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Through the Eyes of an Intern, No. 3: A foray into the world of plants

A really cool dead Ponderosa in the Jemez

A really cool dead Ponderosa in the Jemez

I’ve always been interested in plants. I find that expressing a high level of curiosity, which is to say, any curiosity, about these non-moving entities of the great outdoors to any of my “normal” friends will typically elicit even more of an eyeroll than talking about birds. Usually, I make myself feel better by telling myself that I just have more interesting interests than they do. I blame this enthusiasm on my dad, who, bless him, has spent most of our hikes together pointing out all the intriguing flora to me and collecting seeds and whatnot. (Love you, Dad.) I know this is an organization dedicated to birds, but I thought I’d take a little time to talk about the plants and habitats that support avian existence.

A popular drive-your-car-off-a-cliff location

Random picture: Jennifer refers to this as “a popular drive-your-car-off-a-cliff spot.” It also shows the difference in vegetation closer and farther from the stream, though part of that is due to the steepness of the cliff face towards the bottom of the picture.

A couple of weeks ago I went on my second field work camping trip, this time to the Valles Caldera and the Jemez area. It was gorgeous—of course. To me, I think of the landscape of northern New Mexico as lush, orderly, almost as though it’s intentionally well groomed, in contrast to the more unruly, freeform wilderness I saw in the southern half of the state. I’d guess that it probably has something to do with differences in vegetation. I’m no plant biologist, but from what I observed from the field work I’ve done, the Gila Mountains have a more oak trees and scattered bushes, whereas the Jemez forest has a fair amount of undergrowth between pines. These difference would be due to latitude, the distance north or south of the equator, as well as elevation. Ponderosas are rampant in both forests, naturally, and who doesn’t love these orange-colored, vanilla-scented giants?

A wild Jennifer conducting surveys in her natural habitat (the Valles Caldera national preserve)

A wild Jennifer conducting surveys in her natural habitat (the Valles Caldera national preserve)

The Jemez work was four different bird surveys, done in point-count style. That is, you get a predetermined set of points, usually 10-12, spread out over a particular area, and at each point you stand for ten minutes and record all the birds you see or hear. Jennifer Goyette, the biologist who I shadowed on this trip, was patient enough to answer all my questions about identification and bird calls. Have you ever tried differentiating five or ten bird species in the same area by call alone? I admire people like Jennifer who can do it almost effortlessly and still have brain-space left to help me learn a few calls along the way. I can definitely recognize Black-headed Grosbeak, Spotted Towhees, Warbling Vireos, Yellow-breasted Chats, and possibly White-breasted Nuthatches after that trip. Thanks, lady, you’re pretty cool!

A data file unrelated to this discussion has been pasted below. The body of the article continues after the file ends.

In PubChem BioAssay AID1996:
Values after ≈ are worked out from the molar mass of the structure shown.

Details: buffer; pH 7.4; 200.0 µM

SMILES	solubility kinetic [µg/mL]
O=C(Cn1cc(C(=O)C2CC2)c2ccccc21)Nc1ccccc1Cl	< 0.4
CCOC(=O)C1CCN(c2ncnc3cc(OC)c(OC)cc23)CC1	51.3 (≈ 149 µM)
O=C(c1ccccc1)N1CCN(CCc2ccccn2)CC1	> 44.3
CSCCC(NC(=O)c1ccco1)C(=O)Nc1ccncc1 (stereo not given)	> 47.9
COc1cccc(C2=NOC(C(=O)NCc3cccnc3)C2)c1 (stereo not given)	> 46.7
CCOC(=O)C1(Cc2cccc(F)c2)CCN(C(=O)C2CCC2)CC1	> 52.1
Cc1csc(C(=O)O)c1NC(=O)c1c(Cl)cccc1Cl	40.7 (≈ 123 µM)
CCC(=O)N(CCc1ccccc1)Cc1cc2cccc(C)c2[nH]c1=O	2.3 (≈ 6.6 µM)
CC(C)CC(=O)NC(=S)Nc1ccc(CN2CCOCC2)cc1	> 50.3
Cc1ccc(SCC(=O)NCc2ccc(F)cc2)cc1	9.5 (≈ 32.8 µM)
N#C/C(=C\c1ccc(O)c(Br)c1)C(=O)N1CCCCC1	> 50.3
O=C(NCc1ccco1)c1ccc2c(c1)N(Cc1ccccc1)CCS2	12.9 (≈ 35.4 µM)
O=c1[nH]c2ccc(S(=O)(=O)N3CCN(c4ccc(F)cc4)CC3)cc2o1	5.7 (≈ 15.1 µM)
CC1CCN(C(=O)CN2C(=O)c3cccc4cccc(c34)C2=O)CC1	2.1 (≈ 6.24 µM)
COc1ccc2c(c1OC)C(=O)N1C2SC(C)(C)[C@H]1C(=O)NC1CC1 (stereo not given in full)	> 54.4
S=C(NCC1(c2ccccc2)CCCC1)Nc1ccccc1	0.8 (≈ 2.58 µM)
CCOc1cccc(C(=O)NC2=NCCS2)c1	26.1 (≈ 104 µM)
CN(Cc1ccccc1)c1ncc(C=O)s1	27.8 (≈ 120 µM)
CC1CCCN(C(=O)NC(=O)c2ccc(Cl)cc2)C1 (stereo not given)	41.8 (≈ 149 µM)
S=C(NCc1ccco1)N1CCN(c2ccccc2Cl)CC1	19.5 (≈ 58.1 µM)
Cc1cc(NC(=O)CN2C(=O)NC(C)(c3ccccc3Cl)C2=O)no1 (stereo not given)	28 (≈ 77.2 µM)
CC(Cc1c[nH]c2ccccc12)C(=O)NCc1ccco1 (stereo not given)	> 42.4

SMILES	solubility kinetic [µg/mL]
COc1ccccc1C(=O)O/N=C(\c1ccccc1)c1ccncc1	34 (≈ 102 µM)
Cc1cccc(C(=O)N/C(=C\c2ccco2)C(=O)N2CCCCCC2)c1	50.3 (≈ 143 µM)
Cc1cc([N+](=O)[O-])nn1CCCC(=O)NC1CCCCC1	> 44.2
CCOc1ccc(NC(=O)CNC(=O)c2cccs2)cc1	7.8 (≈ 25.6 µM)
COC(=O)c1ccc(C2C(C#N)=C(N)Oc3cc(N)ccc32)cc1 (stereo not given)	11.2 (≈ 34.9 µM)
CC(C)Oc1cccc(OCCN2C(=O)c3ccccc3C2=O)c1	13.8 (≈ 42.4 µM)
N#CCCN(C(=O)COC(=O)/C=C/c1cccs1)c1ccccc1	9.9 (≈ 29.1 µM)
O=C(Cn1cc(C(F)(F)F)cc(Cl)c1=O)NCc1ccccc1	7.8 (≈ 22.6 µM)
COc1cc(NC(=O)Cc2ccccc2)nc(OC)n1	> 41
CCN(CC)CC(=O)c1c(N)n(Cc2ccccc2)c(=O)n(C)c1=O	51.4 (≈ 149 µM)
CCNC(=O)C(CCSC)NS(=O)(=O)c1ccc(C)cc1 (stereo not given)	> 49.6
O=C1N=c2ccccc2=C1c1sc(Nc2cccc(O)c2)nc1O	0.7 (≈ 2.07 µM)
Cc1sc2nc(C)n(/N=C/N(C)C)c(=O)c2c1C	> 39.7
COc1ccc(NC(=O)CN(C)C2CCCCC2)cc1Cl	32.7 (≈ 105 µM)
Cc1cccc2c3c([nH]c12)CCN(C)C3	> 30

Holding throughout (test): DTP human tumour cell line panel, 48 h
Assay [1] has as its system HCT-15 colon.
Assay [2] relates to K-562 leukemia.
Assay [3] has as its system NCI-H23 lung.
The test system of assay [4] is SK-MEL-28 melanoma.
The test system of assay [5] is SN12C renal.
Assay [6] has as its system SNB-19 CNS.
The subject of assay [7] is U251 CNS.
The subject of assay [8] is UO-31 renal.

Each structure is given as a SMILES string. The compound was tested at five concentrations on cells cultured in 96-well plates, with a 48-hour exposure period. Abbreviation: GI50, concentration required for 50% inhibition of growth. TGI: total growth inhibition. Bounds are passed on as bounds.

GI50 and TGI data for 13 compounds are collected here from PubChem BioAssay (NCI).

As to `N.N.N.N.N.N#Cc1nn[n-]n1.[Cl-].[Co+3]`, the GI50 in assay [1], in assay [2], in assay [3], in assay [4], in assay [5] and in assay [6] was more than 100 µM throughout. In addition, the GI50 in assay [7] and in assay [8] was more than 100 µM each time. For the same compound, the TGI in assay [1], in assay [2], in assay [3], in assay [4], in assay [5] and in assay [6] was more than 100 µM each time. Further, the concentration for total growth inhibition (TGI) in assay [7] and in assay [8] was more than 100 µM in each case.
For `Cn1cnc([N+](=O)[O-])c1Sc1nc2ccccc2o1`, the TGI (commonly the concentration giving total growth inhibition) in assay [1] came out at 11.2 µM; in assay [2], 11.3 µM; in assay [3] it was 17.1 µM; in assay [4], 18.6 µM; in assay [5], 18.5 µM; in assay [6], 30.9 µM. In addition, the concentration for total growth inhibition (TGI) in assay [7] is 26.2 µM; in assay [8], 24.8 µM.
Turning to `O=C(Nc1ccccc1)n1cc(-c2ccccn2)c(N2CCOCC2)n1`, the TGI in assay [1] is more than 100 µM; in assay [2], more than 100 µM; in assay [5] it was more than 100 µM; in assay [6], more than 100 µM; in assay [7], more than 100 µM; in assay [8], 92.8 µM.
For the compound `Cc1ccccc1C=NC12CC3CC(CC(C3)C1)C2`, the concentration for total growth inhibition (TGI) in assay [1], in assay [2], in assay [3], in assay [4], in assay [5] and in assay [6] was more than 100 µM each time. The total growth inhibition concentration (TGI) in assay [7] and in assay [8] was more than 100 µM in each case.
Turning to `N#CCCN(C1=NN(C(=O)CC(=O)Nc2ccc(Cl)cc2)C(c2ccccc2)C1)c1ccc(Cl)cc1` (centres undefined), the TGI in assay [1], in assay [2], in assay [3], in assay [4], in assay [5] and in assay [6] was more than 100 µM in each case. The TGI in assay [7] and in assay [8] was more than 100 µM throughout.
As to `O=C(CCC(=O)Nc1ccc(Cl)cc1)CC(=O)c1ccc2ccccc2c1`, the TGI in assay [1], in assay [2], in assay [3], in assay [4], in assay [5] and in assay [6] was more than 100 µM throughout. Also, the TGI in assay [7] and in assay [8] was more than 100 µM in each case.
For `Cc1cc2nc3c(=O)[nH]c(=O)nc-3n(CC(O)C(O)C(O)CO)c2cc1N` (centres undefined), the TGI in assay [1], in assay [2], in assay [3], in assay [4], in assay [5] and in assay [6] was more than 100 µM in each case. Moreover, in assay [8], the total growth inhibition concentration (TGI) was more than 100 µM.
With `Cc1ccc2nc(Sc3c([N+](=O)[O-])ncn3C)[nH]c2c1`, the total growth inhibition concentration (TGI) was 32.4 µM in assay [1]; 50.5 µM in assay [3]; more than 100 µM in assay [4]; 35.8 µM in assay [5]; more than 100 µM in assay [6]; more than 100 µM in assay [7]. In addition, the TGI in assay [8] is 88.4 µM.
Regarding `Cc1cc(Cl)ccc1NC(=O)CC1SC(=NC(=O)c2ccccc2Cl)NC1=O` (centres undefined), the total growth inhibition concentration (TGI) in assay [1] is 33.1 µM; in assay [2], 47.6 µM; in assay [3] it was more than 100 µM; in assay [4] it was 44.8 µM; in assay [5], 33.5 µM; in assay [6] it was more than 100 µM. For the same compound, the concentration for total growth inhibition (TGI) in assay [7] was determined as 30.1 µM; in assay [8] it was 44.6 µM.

The fabulous stream alongside the Gilman Tunnels (NM485)

The fabulous stream alongside the Gilman Tunnels (NM485)

Did I mention how beautiful it was? One morning’s work was along a stream near the Gilman Tunnels. The stream, like all water in the desert, created a strikingly green strip of land to either side of it. It’s packed with all sorts of flowers and bushes that wouldn’t be found anywhere else in this dry land, including what Jennifer calls “lemonade berry” (Rhus integrifolia). The berries were tasty and did not kill me, contrary to my initial suspicions/training that I should never put anything I find in the wild in my mouth (thanks, poisonous mushrooms, for making me paranoid…). The mathematical side of me is saying that there’s an inversely proportional relationship between the amount of vegetation found and the distance traveled from the water source—or, basically, there was a stark difference between how green the landscape was on opposite sides of the road. This also resulted in different amounts and species of birds found on either side of the road as well. For the most part, the side farther from the stream was fairly silent, while the closer to the water I looked, the more birds I could hear and see. It was a great day, especially because we ended our survey with a quick wade through the stream. Ah, so refreshing!

Mountain Bluebird

A Mountain Bluebird. Photo by Doug Brown

My favorite survey was the third because we actually got to do it within the Valles Caldera preserve. Despite the really bothersome cold I’d caught the day before, I could still marvel at the beauty of the landscape. At one point, I was able to identify a Mountain Bluebird just by the way it flew out to catch insects near its perch, called sallying or hawking behavior. I can’t wait until I can better identify birds, whether by plumage, call or behavior, and I feel so lucky to be able to learn so much about birds this summer!

2 Responses to “Through the Eyes of an Intern, No. 3: A foray into the world of plants”

  1. Really enjoyed your post, Miri.
    Thanks for writing (and talking) about plants.
    -From another plant enthusiast

  2. hai-admin says:

    I’m glad you enjoyed it, CC. I’ll try to mention plants once in a while, now that I know someone appreciates them in a post!
    -Miri (Intern)

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